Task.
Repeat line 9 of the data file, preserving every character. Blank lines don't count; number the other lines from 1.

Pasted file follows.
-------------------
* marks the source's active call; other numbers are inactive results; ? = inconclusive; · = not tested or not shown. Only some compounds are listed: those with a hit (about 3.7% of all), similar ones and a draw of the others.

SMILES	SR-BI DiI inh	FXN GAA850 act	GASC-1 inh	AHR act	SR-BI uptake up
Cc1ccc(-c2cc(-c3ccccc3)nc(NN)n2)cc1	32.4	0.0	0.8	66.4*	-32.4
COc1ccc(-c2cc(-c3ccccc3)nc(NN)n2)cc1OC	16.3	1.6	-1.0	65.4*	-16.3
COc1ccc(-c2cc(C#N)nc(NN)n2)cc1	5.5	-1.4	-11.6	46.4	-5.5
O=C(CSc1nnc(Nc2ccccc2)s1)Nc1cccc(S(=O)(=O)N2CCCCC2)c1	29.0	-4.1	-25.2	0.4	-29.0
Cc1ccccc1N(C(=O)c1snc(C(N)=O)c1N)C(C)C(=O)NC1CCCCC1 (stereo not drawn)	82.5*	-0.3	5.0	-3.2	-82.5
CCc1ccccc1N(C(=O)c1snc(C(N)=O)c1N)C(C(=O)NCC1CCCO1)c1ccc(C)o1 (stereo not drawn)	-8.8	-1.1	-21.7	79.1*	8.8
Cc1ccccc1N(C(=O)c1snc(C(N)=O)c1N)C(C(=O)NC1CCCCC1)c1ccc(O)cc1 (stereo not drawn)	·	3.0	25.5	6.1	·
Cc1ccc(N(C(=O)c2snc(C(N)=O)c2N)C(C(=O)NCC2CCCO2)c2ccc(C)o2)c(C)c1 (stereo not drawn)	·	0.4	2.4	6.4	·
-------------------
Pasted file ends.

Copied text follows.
Cc1ccccc1N(C(=O)c1snc(C(N)=O)c1N)C(C(=O)NC1CCCCC1)c1ccc(O)cc1 (stereo not drawn)	·	3.0	25.5	6.1	·